Happy New Year!!!! I wish you all a fantastic start to 2015! May all your hopes for the New Year come true.
We have a fabulous series for you this January – a series we first started last year – entitled 31 Days of Love. It is a way, not only to bring you some fantastic Valentine’s Day Activities for you and the kids, but also to celebrate the blogging community that I am a part of. 40 (we aimed for 31, but ended up extending to 40) of my co-bloggers, share a post each day about Love with you this month. There will be Valentine’s Day Cards, Valentine’s Day Decorations, Valentine’s Day Treats or Valentine’s Day Gifts for you check out and enjoy!
Cindy Ingram was once an art teacher and museum educator and is now a work at home mom of two lovely daughters (ages 2 and 5). She is passionate about the power of art in people’s lives and writes about how to teach art appreciation and enjoy art history with kids of all ages at the Art Curator for Kids.
Valentine’s Day is around the corner, and what better way to celebrate love than to see how artists throughout art history have captured the emotions and complexity of love. Art can capture what words can’t, so I have curated for you a group of 5 of my favorite artworks from art history that capture love.
To help you share these artworks with your kids, I have provided a little bit of information about the artwork as well as some looking questions to help guide your conversation. For tips on how to look at these artworks with your kids, I have lots of suggestions on how to talk about art with your kids in the links at the bottom of this post.
- Auguste Rodin, The Cathedral, 1908
Photo Credit: Yair Haklai
Auguste Rodin is a masterful sculptor from the late 19th and early 20th century. You probably know him from his famous sculpture, The Thinker! Rodin has an amazing gift at capturing human emotion and vulnerability. This artwork is so simple, but the delicacy of the hands and position mixed with the symbolism from the title make this artwork simply moving.
Looking Questions: What is going on in this sculpture? What emotions are present in this artwork? What choices did the artist make to capture these emotions? How can the position of your hand capture different feelings?
Extension Activity: Practice conveying different emotions with your hands. Try drawing your hands in different positions to convey different feelings.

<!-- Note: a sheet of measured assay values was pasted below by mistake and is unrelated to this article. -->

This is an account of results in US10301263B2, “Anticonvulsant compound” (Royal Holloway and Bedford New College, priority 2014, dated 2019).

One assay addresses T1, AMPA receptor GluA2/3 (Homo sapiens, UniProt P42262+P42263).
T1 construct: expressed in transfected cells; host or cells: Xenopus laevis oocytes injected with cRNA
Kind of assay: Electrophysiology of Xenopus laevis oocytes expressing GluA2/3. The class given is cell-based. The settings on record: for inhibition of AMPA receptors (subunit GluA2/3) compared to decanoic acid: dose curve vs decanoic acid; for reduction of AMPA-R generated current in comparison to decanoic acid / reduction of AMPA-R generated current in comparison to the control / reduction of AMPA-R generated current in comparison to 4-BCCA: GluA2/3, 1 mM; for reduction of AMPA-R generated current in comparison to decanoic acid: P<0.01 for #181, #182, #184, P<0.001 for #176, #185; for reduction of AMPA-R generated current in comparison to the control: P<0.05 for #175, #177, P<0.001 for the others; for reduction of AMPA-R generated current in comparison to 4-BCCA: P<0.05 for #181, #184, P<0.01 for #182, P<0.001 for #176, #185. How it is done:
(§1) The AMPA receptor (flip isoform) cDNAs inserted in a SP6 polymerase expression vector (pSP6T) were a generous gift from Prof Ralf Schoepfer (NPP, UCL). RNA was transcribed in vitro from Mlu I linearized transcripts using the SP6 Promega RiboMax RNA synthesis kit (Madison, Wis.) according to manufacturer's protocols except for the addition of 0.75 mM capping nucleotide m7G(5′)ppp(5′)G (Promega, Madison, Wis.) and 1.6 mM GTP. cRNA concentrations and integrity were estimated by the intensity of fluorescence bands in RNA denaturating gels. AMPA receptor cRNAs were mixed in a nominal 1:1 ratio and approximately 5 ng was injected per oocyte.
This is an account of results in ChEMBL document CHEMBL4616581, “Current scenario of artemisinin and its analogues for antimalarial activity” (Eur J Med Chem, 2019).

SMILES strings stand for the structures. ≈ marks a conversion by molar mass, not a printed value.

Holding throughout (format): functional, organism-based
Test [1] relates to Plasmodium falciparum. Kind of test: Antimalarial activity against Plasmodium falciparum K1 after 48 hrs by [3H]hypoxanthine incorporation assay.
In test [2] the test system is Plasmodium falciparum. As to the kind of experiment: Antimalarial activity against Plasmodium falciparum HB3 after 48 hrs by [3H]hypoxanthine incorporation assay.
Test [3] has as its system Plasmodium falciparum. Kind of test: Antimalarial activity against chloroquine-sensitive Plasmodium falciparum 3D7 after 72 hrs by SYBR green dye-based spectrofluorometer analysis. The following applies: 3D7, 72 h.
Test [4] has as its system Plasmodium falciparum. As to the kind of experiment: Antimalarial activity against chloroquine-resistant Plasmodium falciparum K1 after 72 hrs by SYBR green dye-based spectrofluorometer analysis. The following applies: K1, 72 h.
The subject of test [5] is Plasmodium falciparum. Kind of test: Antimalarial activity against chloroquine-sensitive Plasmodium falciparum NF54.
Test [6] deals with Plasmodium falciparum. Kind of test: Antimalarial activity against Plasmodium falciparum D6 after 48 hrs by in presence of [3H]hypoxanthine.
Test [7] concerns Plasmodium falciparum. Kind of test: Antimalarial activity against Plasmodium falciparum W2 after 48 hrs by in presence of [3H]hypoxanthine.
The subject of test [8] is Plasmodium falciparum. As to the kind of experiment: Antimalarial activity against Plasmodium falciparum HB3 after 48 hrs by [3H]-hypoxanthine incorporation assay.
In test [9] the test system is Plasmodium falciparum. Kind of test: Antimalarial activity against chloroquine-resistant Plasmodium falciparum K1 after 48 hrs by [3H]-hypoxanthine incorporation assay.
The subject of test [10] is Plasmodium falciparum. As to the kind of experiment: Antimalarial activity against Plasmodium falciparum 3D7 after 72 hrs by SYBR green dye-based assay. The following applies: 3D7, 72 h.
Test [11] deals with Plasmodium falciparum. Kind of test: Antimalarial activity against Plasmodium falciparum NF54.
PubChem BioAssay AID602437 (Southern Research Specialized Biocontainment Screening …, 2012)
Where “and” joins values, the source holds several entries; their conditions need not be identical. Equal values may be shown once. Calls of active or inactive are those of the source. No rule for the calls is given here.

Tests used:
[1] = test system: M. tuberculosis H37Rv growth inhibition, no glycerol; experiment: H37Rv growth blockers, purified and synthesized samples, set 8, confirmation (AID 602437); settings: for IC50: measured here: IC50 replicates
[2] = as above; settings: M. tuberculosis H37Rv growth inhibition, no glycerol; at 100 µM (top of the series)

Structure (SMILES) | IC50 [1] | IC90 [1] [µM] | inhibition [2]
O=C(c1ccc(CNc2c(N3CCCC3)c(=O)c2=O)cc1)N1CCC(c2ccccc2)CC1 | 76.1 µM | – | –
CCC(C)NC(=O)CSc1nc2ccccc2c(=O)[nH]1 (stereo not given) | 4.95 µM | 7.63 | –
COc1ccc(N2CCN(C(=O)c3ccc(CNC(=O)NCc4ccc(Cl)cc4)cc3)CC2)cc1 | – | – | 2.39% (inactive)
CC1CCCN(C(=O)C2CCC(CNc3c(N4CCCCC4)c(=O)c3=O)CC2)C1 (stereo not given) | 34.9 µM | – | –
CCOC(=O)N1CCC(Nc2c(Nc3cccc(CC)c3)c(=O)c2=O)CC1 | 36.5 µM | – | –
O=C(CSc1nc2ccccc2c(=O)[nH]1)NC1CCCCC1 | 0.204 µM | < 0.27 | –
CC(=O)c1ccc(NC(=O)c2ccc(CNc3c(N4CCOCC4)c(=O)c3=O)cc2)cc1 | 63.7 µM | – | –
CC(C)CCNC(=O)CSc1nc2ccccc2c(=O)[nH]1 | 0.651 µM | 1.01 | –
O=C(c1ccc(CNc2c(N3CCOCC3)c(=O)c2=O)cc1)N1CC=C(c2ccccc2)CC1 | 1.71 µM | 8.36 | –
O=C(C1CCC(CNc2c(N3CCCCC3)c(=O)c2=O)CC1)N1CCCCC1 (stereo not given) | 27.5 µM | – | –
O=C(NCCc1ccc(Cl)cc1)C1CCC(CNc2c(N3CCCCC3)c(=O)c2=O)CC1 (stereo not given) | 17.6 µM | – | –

- Käthe Kollwitz, The Mothers, 1919
Another artist who is incredibly skilled at capturing human emotion is Käthe Kollwitz, a German Expressionist artist. Her artworks include humble and expressive scenes from all of the different stages of life. I especially like her pictures of mothers. She captures the exhaustion, the hard work, the protective instinct, and above all else the love the mothers have for their kids.
Looking Questions: What’s going on in this artwork? Who are these people? What can you tell about them from the artwork? What emotions are present in this artwork? What choices did the artist make to capture that emotion? How does the absence of color contribute to the mood of the artwork?
- Gustav Klimt, The Kiss, 1907-08
Of course I had to include The Kiss! This artwork is extremely famous for a reason. The pose and emotion on the faces of the figures, the luminous colors, and the intricate and colorful patterns capture people’s imaginations and the spirit of love and romance. The focus is on the main couple, but I love the brilliant textured background. To me, it looks like the endless night sky that symbolizes the eternity of love. I’m cheesy like that. This painting is beautiful.
- Indian, Shiva and Parvati, 13th-Century C.E.
This is such a lovely sculpture of Hindu deities and married couple Shiva and Parvati. They sit in a loving and calm embrace gazing tenderly into each other’s eyes as if completely unaware of the chaotic swirl of activity around them. Shiva is one of the primary Hindu gods and is responsible for the destruction and reincarnation of the universe. His wife, Parvati, is the mother goddess of love and devotion. Their son is the elephant-headed boy, Ganesha. Can you find him in this sculpture?
Looking Questions: What is going on in this sculpture? What emotions are present in this sculpture? How many figures are in this sculpture? What actions are the figures doing? What symbols can you find? What is the relationship between Shiva and Parvati? Describe the lines and forms in this sculpture.
- Marc Chagall, The Promenade, 1918
It was so hard to choose just one Chagall painting for the theme of love. His paintings ooze love and joy, and kids love Marc Chagall! I love this one because it captures the happiness that love brings. The man is smiling like it is the best day of his life, and the woman is so light with love that she floats. The picnicking couple encapsulate the young love we all either remember or dream of one day experiencing.
Looking Questions: What is going on in this painting? What is real about this painting? What is dreamlike? What emotions are depicted in this painting? Describe the lines, shapes, and colors and how they contribute to the overall feeling of the painting.
Extension Activity: See the related links at the bottom of this post for a link to an art project based on the work of Marc Chagall.
For more tips on exploring important works of art with your kids, check out these posts:
And new on the blog today – a round up of last year’s Valentine’s Day Card ideas? 14 in total – one of each Valentine’s “Day”….
Full listing of 31 Days of Love posts here!